Why Are Coffee Beans Roasted?

Why do we roast?

Roasting is the process by which coffee is transformed into the fragrant, dark brown beans that we know and love.

Roasting extracts the aroma and flavor from the green coffee beans. Beans are stored green, which they retain their quality and flavor. As the beans are rapidly brought to extremely high temperatures during roasting, chemical changes occur.

Green coffee beans are derived directly from the Coffee Arabica plant and are not roasted prior to packaging and distribution to consumers.

While a cup of roasted coffee contains approximately 100mg of caffeine, an average cup of green bean coffee contains approximately 20mg of caffeine.

The majority of roasters have their own unique names for their preferred roasts, and there is little industry standardization. Roasts are generally classified into four categories: light, medium, medium-dark, and dark.

While many consumers believe that darker roasts have a higher concentration of caffeine due to their strong, rich flavor, the truth is that light roasts actually have a slightly higher concentration.

The ideal roast is a subjective choice that is occasionally influenced by national or geographic preferences. Within the four color categories, you're likely to find the following common roasts. It's prudent to inquire prior to purchasing. Between roasts, there can be a world of difference.

  • Light roasts that are not too dark are generally preferred for milder coffee varieties. These beans will have no oil on the surface because they have not been roasted long enough for the oils to rise to the surface.

  • Medium roasts frequently referred to as the American roast due to their popularity in the United States have a stronger flavor and a non-oily surface.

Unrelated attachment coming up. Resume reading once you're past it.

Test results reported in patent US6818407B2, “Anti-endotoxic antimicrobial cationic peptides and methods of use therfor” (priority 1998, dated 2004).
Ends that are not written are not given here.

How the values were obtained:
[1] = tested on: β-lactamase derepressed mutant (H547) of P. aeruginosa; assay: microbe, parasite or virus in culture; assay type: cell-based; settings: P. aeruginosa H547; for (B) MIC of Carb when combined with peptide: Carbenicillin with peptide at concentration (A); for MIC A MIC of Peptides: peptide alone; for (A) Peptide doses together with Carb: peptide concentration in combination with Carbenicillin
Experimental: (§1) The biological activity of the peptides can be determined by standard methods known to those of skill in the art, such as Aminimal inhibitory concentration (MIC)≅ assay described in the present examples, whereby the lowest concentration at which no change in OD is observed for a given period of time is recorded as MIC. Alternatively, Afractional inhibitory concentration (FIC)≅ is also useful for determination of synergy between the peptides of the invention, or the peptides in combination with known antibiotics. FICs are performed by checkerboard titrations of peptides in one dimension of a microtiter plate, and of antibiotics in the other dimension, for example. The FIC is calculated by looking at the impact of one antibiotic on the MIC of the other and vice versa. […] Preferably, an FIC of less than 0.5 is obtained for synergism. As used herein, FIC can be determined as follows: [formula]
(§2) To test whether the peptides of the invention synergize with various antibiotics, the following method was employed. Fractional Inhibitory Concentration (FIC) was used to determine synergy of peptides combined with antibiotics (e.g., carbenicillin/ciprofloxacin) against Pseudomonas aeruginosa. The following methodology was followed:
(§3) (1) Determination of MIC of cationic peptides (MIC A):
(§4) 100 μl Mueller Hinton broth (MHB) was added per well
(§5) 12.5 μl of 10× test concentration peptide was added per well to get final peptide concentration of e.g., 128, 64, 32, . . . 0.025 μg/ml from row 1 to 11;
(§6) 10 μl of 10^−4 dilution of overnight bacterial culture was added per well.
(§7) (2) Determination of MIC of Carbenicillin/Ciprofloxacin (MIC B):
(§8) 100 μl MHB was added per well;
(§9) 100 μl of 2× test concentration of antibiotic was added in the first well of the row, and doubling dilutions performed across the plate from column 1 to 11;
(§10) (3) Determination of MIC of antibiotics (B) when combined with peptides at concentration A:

• Roasts in the medium-dark range have a rich, dark color, some oil on the surface, and a slight bittersweet aftertaste.

  • Roasts in the dark result in glossy black beans with an oily surface and a strong bitter flavor. The darker the roast, the less acidity the coffee beverage will contain. Dark roast coffees range in color from slightly dark to charred, and the terms are frequently used interchangeably.

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By: Douglas

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About US | OCM Profile

OCM (OnCoffeeMakers.com) was started in 2007 with the first webpage about coffee machines. And for a number of years, we focused on helping people find their desired coffee machine (we still are helping folks with that! So, if you are looking for coffee machines for office or restaurants - check out the link). 

In 2010, we started getting enquiries on restaurant marketing and we start to help food and beverage brands with their marketing. Below are campaigns and events that we have done over the years: 

OCM's campaigns: F&B Marketing Ideas by OCM 

OCM's Events: F&B Industry events by or with OCM

Check out this restaurant marketing guide to learn more about the many campaigns and companies we have worked with. 

Since then, we have also created many marketing workshops and classes for the F&B industry. Many of these modules are still running in tertiary institutions such as Temasek Polytechnic Skillsfuture Academy and also ITE College East COC classes, below are some snippets of our lectures and workshops: 

OCM’s F&B workshops: Food and Beverage Marketing Lectures | Workshops - click to watch classes on customer journey map, JTBD and more. 

So, if you are looking for industry practitioners to help you scale your coffee or F&B businesses, do drop us a message or book an appointment. Do also check out our various social media platforms on regular F&B and coffee market updates: 

For regular coffee (F&B) related videos: OCM Youtube

For Daily Coffee Inspiration (fun coffee content): OCM IG

For insights into the coffee (F&B) industry: OCM LinkedIN 

PS: For the coffee lovers, we continue to share coffee articles (and videos) and have also started a free coffee class section (with free online coffee training supported by coffee partners).

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